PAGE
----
Not quite sure what i'm supposed to have espoused here?? Certainly not PL glues. WRC as the inner skin of a epoxy composite hull with two or more outer diagonal veneer layers, all epoxy bonded and coated is, and has been for some 50+ years, an accepted method of cold-moulding a boat hull. Boats we built in the late '70's and early '80's are testament to that.

    But if you are not going to epoxy coat (OK - encapsulate) the hull structure, then you need to allow for some movement of the timber as it shrinks and swells. Personally. with a transom 1" thick I certainly wouldn't fuss with dowels or pins – and certainly not galvanized bolts with the heads cut off. Bronze pins if you must, would be much better. But at that thickness, just edge glue the two pieces – I would use epoxy as you don't need excessive clamping or a perfect edge finish. Rebating the join as suggested by lupussonic would also be a good system. It's not difficult to keep the two pieces aligned using strips of timber covered in parcel tape or similar (so they don't get bonded to the transom timber).

    As Bruce suggests, varnish over epoxy coating is not that great in terms of protection against UV – and there seems little point in epoxy coating the transom anyway – just varnish it. Again, personally, I wouldn't stain the transom (either under epoxy of varnish) but I don't suppose it will do a lot of harm, though in later years scraping the varnish etc., may produce a patchy effect.

    George
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    A C Grayling

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    Default Re: Hardwood transom-oak dowels or galvanized pins?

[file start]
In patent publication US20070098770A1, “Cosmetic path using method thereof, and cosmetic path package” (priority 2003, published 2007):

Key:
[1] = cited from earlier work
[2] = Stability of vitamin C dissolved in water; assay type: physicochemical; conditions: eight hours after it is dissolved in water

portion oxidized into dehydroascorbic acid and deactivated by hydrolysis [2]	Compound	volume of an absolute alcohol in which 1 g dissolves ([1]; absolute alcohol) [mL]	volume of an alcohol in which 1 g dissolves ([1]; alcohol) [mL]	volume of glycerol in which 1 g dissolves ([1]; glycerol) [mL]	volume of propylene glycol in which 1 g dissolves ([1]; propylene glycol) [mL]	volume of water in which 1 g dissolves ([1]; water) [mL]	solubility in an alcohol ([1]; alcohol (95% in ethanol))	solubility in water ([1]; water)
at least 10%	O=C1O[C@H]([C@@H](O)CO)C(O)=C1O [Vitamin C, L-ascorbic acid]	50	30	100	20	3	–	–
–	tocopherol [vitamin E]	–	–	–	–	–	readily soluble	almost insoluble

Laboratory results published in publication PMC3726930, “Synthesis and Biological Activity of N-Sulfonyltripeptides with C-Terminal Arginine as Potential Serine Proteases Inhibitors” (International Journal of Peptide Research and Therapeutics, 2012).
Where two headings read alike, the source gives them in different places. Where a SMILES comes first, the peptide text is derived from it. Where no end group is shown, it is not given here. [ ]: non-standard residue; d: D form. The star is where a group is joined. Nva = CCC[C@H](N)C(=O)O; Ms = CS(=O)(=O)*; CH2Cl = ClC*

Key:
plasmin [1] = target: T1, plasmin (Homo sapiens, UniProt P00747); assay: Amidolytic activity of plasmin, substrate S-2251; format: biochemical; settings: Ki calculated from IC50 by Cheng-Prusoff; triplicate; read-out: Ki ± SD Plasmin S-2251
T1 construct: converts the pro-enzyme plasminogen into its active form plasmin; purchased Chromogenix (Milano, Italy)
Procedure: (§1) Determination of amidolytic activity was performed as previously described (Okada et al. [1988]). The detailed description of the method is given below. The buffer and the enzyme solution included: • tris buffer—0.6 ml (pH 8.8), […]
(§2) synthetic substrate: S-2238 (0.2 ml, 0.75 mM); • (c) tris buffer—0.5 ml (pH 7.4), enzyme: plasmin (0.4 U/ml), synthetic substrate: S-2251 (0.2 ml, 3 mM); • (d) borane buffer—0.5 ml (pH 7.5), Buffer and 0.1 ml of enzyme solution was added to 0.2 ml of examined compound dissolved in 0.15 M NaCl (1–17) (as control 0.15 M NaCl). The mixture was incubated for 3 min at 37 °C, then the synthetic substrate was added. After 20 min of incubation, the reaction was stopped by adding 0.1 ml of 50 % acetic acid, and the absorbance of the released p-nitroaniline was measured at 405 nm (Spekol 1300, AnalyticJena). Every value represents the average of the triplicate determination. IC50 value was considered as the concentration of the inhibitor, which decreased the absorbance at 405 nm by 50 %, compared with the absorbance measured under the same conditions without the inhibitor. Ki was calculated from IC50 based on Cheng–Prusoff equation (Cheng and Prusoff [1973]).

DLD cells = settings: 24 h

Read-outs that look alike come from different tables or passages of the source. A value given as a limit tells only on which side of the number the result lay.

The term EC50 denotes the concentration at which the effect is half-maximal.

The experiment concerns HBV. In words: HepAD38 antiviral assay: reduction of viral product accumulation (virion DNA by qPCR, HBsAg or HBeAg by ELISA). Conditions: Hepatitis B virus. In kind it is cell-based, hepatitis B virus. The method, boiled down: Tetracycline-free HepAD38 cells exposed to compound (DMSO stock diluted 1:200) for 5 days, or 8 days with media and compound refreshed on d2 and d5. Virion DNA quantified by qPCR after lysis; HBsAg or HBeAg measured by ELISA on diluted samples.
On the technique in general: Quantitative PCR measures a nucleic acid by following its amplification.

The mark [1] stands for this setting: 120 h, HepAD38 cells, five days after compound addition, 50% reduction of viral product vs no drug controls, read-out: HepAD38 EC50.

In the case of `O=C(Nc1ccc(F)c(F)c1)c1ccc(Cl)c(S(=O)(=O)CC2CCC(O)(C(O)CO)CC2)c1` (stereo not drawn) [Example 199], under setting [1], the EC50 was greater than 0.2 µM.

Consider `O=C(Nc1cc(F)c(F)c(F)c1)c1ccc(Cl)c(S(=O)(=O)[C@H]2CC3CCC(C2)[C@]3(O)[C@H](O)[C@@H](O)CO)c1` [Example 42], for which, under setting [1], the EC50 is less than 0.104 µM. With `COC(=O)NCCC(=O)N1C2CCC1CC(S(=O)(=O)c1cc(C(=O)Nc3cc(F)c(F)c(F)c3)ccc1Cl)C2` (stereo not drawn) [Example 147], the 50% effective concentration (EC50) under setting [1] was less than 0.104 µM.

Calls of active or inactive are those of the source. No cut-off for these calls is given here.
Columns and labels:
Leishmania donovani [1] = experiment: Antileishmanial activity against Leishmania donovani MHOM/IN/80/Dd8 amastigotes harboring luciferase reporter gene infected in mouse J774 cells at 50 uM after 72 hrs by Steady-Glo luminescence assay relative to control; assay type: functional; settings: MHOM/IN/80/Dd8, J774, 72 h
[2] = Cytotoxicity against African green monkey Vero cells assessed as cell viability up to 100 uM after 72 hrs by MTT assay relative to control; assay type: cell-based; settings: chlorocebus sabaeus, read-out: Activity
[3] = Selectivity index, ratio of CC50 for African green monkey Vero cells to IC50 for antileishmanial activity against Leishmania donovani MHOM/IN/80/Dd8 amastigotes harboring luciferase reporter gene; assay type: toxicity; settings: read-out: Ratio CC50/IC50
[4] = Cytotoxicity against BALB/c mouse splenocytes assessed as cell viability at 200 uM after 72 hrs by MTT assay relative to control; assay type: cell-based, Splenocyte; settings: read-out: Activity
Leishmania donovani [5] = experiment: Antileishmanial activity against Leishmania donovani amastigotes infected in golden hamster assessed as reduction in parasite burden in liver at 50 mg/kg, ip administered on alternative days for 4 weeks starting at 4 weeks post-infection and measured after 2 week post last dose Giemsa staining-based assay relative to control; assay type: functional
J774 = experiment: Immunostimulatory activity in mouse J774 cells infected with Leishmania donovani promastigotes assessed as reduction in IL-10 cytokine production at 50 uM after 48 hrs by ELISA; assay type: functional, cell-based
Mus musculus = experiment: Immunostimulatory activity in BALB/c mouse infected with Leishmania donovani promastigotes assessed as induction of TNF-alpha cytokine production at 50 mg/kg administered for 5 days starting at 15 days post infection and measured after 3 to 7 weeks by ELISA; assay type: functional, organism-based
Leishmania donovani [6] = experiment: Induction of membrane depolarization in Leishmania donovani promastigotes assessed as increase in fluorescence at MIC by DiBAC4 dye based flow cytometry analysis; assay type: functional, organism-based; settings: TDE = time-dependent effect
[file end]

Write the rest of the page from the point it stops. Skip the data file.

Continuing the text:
No epoxy coating, just varnish sounds easier. I am big about being easy. So, a real marine varnish and not big box poly spar varnish will probably be worth buying. I don't know where I got the idea you were a pl premium strip plank advocate.

    I will quote one of the notes I have:

    Good God George! Quanon was right , they have already cloned and replaced you with an imposter:

    "Yep, western red cedar for strip planking. It's available in long lengths and straight-grained with little runout. Just be careful when putting screws in the hood ends--the wood is somewhat brittle. But with proper clearance holes it'll be OK. You don't have to mess with epoxy for gluing. Titebond, Elmer's, or yellow carpenter's glue is a lot less trouble, and will do the job well with easier cleanup. Whatever glue you use, it's very difficult to achieve water-tightness in strip planking. That's why you cover it with glass. It resist abrasion better, too.

    09-29-2002, 12:20 AM #5 Bayboat's Avatar Bayboat Bayboat is offline
    Resident curmudgeon

    http://forum.woodenboat.com/showthre...strip-planking


    debenriver
    Senior Member"

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    Default Re: Hardwood transom-oak dowels or galvanized pins?

    ^ hoo ever wrote that doan know how to use epoxy

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    Default Re: Hardwood transom-oak dowels or galvanized pins?

    I've always put a plywood spline in a groove on transoms , works well and things line up nice. With epoxy. Bracket,Gaul 012.jpg 1/4 inch ply
    David Satter www.sattersrestoration.com
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    Default Re: Hardwood transom-oak dowels or galvanized pins?

    TBII is perfectly good stuff. Plane the surfaces glass smooth and clamp the ever loving bejeezus out them. You will not be disappointed.
    You could always spline as suggested but that feels like a long run for a short slide.

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    Default Re: Hardwood transom-oak dowels or galvanized pins?

    Quote Originally Posted by David Satter View Post
    I've always put a plywood spline in a groove on transoms , works well and things line up nice. With epoxy. 1/4 inch ply
    I used my stimulus money to buy used American made machines and tools. I look at the splines and agree that in some ways it is easier than dowels or drifts. To me it means pulling the Shop Smith Mk VII and attachments I buried under the motorcycle parts along the garage wall. The farm has a barn I want to build in at a different location, otherwise I might be converted.

    Plywood of a different species set is probably more dimensionally stable that a simple cut spline or dowel of the same species. I guess you are getting strong joints on thin epoxy glue lines because epoxy penetrates a little deeper into the wood than other glues?